Mo: What got me into entrepreneurship was the desire to implement science on a larger scale. I’m a big believer that there’s more to science than what’s implemented at the moment. And if we can implement more solutions, the world will be a better place. So, I think that’s something that got me into entrepreneurship. And I always say entrepreneurship is the research of people, instead of the research of science. You have to study investors, customers, so on and so forth. You move on from the central focus on science to the focus being on people, and it’s an exciting switch.
Ashley: I would go a little bit further (than what Mo said), into the constraints that are within government when you go and work for somebody else. I believe that through entrepreneurship, you really have the opportunity to be completely innovative with no constraints. You have the ability to control your own destination, and with your projects that you’re working on here, let’s say some of you are on the verge of getting patents. If you have patents, entrepreneurship is really the way to go because there’s no constraints and the sky is the limit.
In the final panel of the day, Seema Kumar, Vice President of Innovation, Global Health and Policy Communication for Johnson & Johnson facilitated a conversation for women in STEM. Panelists Dapo Ajayi, Vice President of Technical Operations and Supply Chain Strategy, Johnson & Johnson; Rebecca Bunnell, Director of the Office of Science, Centers for Disease Control and Prevention; Cassandra Quave (ISEF 1994-1996), Associate Professor, Emory College of Arts and Sciences and Curator, Emory University Herbarium and Jaszianne Tolbert, Senior Director of U.S. Clinical Development, Oncology at Janssen discussed why it’s important to continue making space for women in STEM.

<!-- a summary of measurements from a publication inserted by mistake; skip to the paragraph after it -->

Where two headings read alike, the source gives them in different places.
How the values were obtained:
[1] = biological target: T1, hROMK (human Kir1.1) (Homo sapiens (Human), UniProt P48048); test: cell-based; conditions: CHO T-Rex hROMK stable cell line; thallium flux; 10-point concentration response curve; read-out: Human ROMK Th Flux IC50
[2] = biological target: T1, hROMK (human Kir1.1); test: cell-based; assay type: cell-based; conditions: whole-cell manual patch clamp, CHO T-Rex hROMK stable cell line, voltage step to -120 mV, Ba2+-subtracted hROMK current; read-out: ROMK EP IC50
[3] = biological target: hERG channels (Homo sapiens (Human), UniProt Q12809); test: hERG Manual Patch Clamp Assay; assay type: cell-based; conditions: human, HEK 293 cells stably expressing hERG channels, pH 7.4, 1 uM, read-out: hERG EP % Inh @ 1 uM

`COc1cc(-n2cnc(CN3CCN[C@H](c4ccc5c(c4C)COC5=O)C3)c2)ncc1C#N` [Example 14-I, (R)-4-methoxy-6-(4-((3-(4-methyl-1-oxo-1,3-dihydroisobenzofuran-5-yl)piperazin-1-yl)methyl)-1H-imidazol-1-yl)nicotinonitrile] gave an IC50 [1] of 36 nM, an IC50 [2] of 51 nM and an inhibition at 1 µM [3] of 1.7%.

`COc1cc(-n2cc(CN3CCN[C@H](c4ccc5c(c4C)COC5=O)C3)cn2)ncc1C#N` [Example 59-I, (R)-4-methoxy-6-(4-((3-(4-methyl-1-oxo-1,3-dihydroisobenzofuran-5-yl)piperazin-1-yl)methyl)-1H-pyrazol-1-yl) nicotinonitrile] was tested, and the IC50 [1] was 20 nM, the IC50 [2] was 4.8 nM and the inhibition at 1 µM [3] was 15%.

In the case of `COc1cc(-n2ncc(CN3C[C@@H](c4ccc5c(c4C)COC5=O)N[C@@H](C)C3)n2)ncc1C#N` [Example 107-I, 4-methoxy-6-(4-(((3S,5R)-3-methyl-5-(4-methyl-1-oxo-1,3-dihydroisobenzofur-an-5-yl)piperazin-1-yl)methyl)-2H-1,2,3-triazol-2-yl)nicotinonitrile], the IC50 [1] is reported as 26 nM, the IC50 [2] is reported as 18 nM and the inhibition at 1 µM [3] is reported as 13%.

When posed with the questions, What were some challenges you’ve faced in the science as a woman? and, Were there any times you wanted to quit, and how did you overcome that?, Dapo and Cassandra provided advice on facing difficult times and persevering.
Dapo: I think as a female leader, particularly in supply chain, when I started my career, I looked upwards and there were no senior women in supply chain. So, initially in my career it was a case of not necessarily understanding what opportunities were for me. I think also as a woman in a male dominated environment, it meant that I needed to work hard to be taken seriously, to be seen as that technical expert, for assumptions to not be made about me in terms of the role that I was playing in the meeting room because I was a female, because there were certain roles for women and they weren’t necessarily the technical leadership roles. So, I think I had to overcome some of those perceptions. My personality is such that I want to overcome that challenge. The worst that can happen is I can fail and if I fail, it’s not the end of the world.
Cassandra: I think anytime you face a serious setback or your place in a room or in an environment is questioned, I’ve had my place in workspaces outright questioned, you can either crawl back within, which is the instinct that I naturally have, or you can take a breath and say, “Well, actually, no, I do belong in this space. I’m an expert in X, Y, Z and I’m here for purpose Z.” But it takes courage and it’s not always easy, but you do feel better after you make a stand for yourself.
Thank you to the Society for Science, Rise and Johnson & Johnson for sponsoring these inspiring and insightful events.